Tree workers suffered electrical shock either from the metal platform or a conductive tool contacting the conductor. Electrical shock also occurred to ground workers who touched an aerial device that was in contact with a conductor.

Final thoughts

There are fewer fall incidents with homeowners using aerial devices than ladders, but this does not imply that using mobile platforms is a lower risk – it is just that fewer use them.

Is there a solution to eliminating these all-too-common ladder-related incidents? Yes! The answer is deceptively simple: “When ladders are used in pruning and removal, the worker shall be tied in or secured before cutting from the ladder or transferring from the ladder into the tree.” Sounds like something right out of ANSI Z133, doesn’t it?

Since the majority of homeowners were not secured when injured, this simple precaution would eliminate most of those 911 calls. Of the few who somehow managed to secure themselves, even fewer were using arborist-grade personal protective equipment (PPE). Those doing landscaping and grounds maintenance also are all too often guilty of not taking common-sense precautions, such as being properly secured or tied in before commencing operations from ladders on shade and ornamentals, including palm trees.

While the type of incidents discussed here can occur with anyone – homeowners and tree workers – the fewest appear to involve professional arborists who are engaged in tree care as their full-time occupation. The landscapers and grounds workers who only enter tree canopies as an incidental part of their work would do well to leave the work aloft to the arborist.

Us Versus Them: The Series
“Chain-Saw Injuries: Us Versus Them,” by John Ball, Ph.D., CTSP, TCI Magazine, May 2021.
“Chipper Safety – An Analysis of Wood-Chipper Nonfatal Injuries: Us Versus Them,” by John Ball, Ph.D., CTSP, TCI Magazine, July 2021.
“Injuries Involving Handsaws and Pole Saws: Another Us Versus Them,” by John Ball, Ph.D., CTSP, TCI Magazine, January 2022.
“Tree Worker Safety Update by the Numbers: Another Us Versus Them,” by John Ball, Ph.D., CTSP, February 2022.

John Ball, Ph.D., BCMA, CTSP, A-NREMT (Advanced – National Registry of Emergency Medical Technicians), is professor of forestry at South Dakota State University and a Board Certified Master Arborist.

Donald F. Blair is president of Blair’s Arborist Equipment, LLC, in Hagerstown, Maryland, and has been a member of TCIA since 1982.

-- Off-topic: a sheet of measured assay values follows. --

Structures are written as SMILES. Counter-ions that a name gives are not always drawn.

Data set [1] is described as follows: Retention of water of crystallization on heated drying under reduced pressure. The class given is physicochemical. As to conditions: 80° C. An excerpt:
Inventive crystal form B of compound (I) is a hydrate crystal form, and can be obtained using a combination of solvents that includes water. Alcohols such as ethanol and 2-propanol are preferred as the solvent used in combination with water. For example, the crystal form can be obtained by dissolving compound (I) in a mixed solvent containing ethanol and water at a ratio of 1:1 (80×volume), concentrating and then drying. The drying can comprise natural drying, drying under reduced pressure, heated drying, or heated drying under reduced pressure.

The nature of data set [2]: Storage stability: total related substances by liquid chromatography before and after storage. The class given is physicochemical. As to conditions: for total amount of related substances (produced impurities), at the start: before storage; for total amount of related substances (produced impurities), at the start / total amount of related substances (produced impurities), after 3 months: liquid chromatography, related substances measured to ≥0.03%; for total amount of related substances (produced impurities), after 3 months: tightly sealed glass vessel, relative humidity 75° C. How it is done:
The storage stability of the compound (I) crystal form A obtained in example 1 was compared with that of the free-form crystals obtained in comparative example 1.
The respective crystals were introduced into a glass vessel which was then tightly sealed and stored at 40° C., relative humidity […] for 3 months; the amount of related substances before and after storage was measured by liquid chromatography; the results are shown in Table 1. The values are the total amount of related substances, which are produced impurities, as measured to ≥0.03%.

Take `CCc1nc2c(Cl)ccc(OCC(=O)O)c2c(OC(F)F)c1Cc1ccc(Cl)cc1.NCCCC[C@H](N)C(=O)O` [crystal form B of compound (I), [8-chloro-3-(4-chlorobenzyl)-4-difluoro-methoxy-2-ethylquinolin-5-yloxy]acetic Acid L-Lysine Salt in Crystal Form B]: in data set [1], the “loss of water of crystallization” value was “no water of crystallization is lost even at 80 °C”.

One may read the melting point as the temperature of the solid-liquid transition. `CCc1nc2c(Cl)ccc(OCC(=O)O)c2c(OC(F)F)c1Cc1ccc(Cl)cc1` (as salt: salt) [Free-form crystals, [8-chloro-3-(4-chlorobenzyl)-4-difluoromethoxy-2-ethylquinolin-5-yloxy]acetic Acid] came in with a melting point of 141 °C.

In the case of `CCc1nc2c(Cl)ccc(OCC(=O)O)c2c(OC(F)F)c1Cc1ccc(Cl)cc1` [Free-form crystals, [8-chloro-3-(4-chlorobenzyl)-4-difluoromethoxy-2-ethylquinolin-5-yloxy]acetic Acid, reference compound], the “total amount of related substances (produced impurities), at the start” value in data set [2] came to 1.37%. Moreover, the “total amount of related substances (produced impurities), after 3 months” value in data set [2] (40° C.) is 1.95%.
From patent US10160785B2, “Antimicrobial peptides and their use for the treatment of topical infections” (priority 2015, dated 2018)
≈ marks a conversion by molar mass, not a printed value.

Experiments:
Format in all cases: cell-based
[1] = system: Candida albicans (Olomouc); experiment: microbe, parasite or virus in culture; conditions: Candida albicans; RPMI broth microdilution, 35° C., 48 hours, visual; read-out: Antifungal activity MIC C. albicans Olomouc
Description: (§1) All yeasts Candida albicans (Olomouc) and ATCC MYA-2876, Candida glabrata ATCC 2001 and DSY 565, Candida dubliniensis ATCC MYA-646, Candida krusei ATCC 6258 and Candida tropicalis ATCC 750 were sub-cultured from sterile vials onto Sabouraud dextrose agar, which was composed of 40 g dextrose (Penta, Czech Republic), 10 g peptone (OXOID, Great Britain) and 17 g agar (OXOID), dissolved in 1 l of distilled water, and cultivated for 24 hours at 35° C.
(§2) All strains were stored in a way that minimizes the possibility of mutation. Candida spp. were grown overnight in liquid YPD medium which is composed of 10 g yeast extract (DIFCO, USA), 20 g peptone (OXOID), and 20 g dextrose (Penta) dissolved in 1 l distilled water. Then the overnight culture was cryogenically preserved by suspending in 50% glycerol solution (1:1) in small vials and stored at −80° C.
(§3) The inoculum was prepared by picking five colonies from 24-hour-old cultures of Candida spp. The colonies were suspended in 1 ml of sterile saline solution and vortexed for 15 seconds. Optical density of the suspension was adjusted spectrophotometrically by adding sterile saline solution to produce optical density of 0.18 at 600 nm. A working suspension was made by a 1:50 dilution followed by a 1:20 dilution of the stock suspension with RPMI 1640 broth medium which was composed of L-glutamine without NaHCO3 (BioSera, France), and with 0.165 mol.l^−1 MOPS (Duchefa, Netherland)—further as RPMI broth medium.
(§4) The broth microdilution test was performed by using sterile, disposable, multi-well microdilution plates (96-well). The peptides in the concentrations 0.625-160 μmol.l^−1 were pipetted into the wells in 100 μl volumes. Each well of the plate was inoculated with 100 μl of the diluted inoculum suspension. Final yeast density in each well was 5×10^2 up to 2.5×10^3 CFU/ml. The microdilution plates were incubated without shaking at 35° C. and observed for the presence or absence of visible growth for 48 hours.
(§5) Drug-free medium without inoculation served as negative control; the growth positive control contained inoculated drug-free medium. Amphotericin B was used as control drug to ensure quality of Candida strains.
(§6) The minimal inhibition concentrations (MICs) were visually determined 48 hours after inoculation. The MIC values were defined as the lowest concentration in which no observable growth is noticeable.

1 Comment

  1. Hardly any groundbreaking information in this article. Things that are of interest to an academic but don’t have much application in the field. This shows the disconnect between the so called experts and the actual work that needs to be done. Have they worked from a ladder or a lift much? They don’t cut trees everyday, so they can’t write intelligently on the subject. The analysis of accidents in the tree care industry has some value, but this particular attempt doesn’t. And we certainly don’t need to learn anything about how homeowners end up falling off ladders.

    If you fall from a ladder, you’re gonna break a rib or a wrist or an ankle.what difference does that make to the guy working in the field?
    how home owners operate is well known they’re stupid and make mistakes all day long

    That has no application in the field either. The best advice this article can give is stay tied in when you’re working from a ladder. Just common sense thst we’ve all heard that since the 1st day we got into the business.

    There is nothing in this article that can benefit the workers in the field. The academic types don’t have the knowledge of rigging and cutting techniques to offer. The type of rigging that is done from the bucket is often much different than that done when climbing because of the ease of setting redirects from the bucket. Bucket operators also can’t get out of the way if a limb that wants to swing towards the boom or bucket, when a climber could easily move to and cut from the safe side of a rigging scenario.

    These are things that matter to the worker. Homeowners falling while stringing Christmas lights: NOT SO MUCH